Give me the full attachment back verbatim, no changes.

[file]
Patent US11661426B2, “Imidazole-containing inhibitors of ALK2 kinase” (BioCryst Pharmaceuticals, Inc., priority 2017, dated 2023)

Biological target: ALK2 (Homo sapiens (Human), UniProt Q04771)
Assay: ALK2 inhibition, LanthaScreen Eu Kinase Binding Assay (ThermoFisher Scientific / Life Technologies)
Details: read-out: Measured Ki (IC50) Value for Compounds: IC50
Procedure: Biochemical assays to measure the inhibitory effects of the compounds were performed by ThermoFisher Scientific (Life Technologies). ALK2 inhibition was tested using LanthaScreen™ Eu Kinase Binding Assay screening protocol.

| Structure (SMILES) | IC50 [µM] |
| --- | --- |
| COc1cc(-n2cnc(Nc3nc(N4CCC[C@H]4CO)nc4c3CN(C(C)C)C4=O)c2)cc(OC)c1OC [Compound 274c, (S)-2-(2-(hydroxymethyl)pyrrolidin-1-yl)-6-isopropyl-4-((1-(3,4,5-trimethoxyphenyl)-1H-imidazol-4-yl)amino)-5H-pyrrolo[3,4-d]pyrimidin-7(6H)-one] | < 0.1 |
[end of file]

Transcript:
Patent US11661426B2, “Imidazole-containing inhibitors of ALK2 kinase” (BioCryst Pharmaceuticals, Inc., priority 2017, dated 2023)

Biological target: ALK2 (Homo sapiens (Human), UniProt Q04771)
Assay: ALK2 inhibition, LanthaScreen Eu Kinase Binding Assay (ThermoFisher Scientific / Life Technologies)
Details: read-out: Measured Ki (IC50) Value for Compounds: IC50
Procedure: Biochemical assays to measure the inhibitory effects of the compounds were performed by ThermoFisher Scientific (Life Technologies). ALK2 inhibition was tested using LanthaScreen™ Eu Kinase Binding Assay screening protocol.

| Structure (SMILES) | IC50 [µM] |
| --- | --- |
| COc1cc(-n2cnc(Nc3nc(N4CCC[C@H]4CO)nc4c3CN(C(C)C)C4=O)c2)cc(OC)c1OC [Compound 274c, (S)-2-(2-(hydroxymethyl)pyrrolidin-1-yl)-6-isopropyl-4-((1-(3,4,5-trimethoxyphenyl)-1H-imidazol-4-yl)amino)-5H-pyrrolo[3,4-d]pyrimidin-7(6H)-one] | < 0.1 |